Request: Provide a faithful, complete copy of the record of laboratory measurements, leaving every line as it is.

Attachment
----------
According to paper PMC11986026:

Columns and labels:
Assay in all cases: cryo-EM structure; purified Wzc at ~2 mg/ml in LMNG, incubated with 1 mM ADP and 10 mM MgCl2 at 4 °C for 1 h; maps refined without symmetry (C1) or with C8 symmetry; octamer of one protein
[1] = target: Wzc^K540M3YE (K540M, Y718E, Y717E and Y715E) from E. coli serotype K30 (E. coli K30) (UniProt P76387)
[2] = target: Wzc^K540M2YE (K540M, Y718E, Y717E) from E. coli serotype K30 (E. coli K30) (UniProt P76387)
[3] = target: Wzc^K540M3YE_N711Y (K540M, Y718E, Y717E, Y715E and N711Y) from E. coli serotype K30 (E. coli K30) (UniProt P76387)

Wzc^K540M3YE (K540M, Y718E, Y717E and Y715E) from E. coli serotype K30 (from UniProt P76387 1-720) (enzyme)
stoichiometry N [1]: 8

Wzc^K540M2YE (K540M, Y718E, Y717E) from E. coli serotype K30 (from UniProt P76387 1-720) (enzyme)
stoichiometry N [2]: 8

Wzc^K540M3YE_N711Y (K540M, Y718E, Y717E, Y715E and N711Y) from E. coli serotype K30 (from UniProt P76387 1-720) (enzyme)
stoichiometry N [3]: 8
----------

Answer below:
According to paper PMC11986026:

Columns and labels:
Assay in all cases: cryo-EM structure; purified Wzc at ~2 mg/ml in LMNG, incubated with 1 mM ADP and 10 mM MgCl2 at 4 °C for 1 h; maps refined without symmetry (C1) or with C8 symmetry; octamer of one protein
[1] = target: Wzc^K540M3YE (K540M, Y718E, Y717E and Y715E) from E. coli serotype K30 (E. coli K30) (UniProt P76387)
[2] = target: Wzc^K540M2YE (K540M, Y718E, Y717E) from E. coli serotype K30 (E. coli K30) (UniProt P76387)
[3] = target: Wzc^K540M3YE_N711Y (K540M, Y718E, Y717E, Y715E and N711Y) from E. coli serotype K30 (E. coli K30) (UniProt P76387)

Wzc^K540M3YE (K540M, Y718E, Y717E and Y715E) from E. coli serotype K30 (from UniProt P76387 1-720) (enzyme)
stoichiometry N [1]: 8

Wzc^K540M2YE (K540M, Y718E, Y717E) from E. coli serotype K30 (from UniProt P76387 1-720) (enzyme)
stoichiometry N [2]: 8

Wzc^K540M3YE_N711Y (K540M, Y718E, Y717E, Y715E and N711Y) from E. coli serotype K30 (from UniProt P76387 1-720) (enzyme)
stoichiometry N [3]: 8